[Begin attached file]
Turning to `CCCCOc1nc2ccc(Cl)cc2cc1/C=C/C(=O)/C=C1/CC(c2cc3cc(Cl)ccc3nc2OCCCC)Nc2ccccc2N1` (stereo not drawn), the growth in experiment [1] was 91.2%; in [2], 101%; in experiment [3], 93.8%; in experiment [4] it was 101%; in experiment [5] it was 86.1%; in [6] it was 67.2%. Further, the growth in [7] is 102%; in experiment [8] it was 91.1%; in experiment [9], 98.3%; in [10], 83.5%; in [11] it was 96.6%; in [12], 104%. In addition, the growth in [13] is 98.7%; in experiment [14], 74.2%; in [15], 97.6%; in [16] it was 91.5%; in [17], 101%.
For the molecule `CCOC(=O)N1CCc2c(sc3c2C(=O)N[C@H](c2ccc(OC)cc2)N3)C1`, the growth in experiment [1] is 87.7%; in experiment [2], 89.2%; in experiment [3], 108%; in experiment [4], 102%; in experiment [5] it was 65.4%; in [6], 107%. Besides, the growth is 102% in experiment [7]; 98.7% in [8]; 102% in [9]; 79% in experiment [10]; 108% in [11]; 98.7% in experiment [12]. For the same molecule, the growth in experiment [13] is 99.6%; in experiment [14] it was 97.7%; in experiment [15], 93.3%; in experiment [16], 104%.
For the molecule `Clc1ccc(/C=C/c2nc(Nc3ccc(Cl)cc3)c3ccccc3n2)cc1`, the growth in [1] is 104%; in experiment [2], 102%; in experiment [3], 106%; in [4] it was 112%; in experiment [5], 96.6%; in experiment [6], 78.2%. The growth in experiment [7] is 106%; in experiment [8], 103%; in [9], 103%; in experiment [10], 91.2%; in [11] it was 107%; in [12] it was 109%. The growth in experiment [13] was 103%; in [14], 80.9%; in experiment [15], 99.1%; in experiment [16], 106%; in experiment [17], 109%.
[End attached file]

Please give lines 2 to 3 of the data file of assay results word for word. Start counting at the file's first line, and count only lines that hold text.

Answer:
For the molecule `CCOC(=O)N1CCc2c(sc3c2C(=O)N[C@H](c2ccc(OC)cc2)N3)C1`, the growth in experiment [1] is 87.7%; in experiment [2], 89.2%; in experiment [3], 108%; in experiment [4], 102%; in experiment [5] it was 65.4%; in [6], 107%. Besides, the growth is 102% in experiment [7]; 98.7% in [8]; 102% in [9]; 79% in experiment [10]; 108% in [11]; 98.7% in experiment [12]. For the same molecule, the growth in experiment [13] is 99.6%; in experiment [14] it was 97.7%; in experiment [15], 93.3%; in experiment [16], 104%.
For the molecule `Clc1ccc(/C=C/c2nc(Nc3ccc(Cl)cc3)c3ccccc3n2)cc1`, the growth in [1] is 104%; in experiment [2], 102%; in experiment [3], 106%; in [4] it was 112%; in experiment [5], 96.6%; in experiment [6], 78.2%. The growth in experiment [7] is 106%; in experiment [8], 103%; in [9], 103%; in experiment [10], 91.2%; in [11] it was 107%; in [12] it was 109%. The growth in experiment [13] was 103%; in [14], 80.9%; in experiment [15], 99.1%; in experiment [16], 106%; in experiment [17], 109%.